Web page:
It's not a huge campus at MIT, but one that is very narrow north to south and long along the Charles. I used to walk all around Lincoln, from my apartment at 11th & G up to campus, to classes, work and back. But after a summer of cycling around Madison, my soles have revolted and I feel like I did following my first days of working at Subway when I was 16 and had never stood up on a hard floor for 8 straight hours.
I found the holy grail of Ashdown. No, not the pub, but I'll get to that. The TV room, featuring a colossal big screen and DirectTV with, thank ye gods, ESPN. There are TV lounges on each floor which receive basic cable, but for some reason that does not include any of the sports channels. The massive TV room, however, has not only ESPN and its little sisters but also the international soccer channels and anything else you could dream of. For a poor boy who hasn't had cable in two years, it's a bit much to handle at first.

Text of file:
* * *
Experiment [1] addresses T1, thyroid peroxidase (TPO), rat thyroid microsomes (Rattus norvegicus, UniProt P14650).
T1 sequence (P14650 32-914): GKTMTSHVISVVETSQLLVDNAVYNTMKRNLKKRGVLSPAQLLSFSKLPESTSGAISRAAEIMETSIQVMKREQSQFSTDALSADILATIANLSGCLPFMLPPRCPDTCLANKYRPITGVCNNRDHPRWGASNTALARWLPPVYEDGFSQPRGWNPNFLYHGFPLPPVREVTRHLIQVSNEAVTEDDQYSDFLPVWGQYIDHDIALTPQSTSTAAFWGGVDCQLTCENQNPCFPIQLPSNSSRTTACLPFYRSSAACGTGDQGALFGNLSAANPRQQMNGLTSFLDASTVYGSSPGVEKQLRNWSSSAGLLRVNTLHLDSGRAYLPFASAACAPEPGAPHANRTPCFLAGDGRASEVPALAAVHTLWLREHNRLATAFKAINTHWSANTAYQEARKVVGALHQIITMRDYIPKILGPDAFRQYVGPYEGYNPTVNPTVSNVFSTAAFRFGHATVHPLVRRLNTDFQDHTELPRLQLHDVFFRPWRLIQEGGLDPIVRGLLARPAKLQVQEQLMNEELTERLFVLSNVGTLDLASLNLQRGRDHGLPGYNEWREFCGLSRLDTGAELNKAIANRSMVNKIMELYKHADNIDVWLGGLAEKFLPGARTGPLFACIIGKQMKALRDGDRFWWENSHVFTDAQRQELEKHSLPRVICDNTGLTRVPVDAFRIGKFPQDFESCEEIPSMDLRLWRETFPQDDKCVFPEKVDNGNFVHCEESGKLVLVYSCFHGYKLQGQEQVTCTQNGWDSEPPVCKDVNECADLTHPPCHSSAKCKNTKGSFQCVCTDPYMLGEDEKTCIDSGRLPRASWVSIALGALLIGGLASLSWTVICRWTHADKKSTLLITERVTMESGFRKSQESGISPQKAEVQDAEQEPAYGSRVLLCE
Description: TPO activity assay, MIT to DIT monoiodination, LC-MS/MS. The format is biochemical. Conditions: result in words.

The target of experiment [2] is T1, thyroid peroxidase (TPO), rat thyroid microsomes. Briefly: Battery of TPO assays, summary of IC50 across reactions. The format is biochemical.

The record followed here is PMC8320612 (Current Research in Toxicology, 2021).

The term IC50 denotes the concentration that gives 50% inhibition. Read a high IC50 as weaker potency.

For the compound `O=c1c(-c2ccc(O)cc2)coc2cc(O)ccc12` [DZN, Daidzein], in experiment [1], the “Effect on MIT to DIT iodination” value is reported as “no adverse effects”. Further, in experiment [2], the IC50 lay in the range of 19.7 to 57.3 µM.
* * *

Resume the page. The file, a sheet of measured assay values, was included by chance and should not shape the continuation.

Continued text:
I went down randomly last night and met a pretty cool guy in nuclear physics, Nate, to watch the Sox and go to the pub with. My dorm bar, the Thirsty Ear, is actually quite nice. $10 for a pitcher of Newcastle, trivia nights on Monday, funny basement bar smell -- it's got it all.
Today I met my six classmates -- all girls, and all pretty cool. We attended the welcome speech for graduate students, mainly because it preceded a free lunch. But I've never felt so complimented in all my life. The provost and professors know full well where they teach, and they want you to know it too. Entering Nebraska I don't remember Chancellor Harv promising me that I and my peers would be making world-changing scientific breakthroughs. Nor did they worry too much that UNL students literally were going to work ourselves to death. Sometime soon I'll start longing for those days. Send me an email and tell me to get over it.
I'm already feeling the MIT anxiety though, that I'm unprepared and I don't belong here. Both of those things might be true, but here I am, and even the genius engineers feel that way. It's intimidating. I mean, at this welcome speech they weren't really talking to me at all. It took me to wondering if I'd fit in better down the road at Harvard, but I'm no more an Ivy League legacy than a math whiz.
I have to find a fridge. We share kitchens, but there is no communal refrigeration space. I have to find a fridge, and fast. That and get my loan money, so I can get an actual computer and an actual bike and start living an actual life, or a close approximation thereof.
Program orientation tomorrow. So...we'll see.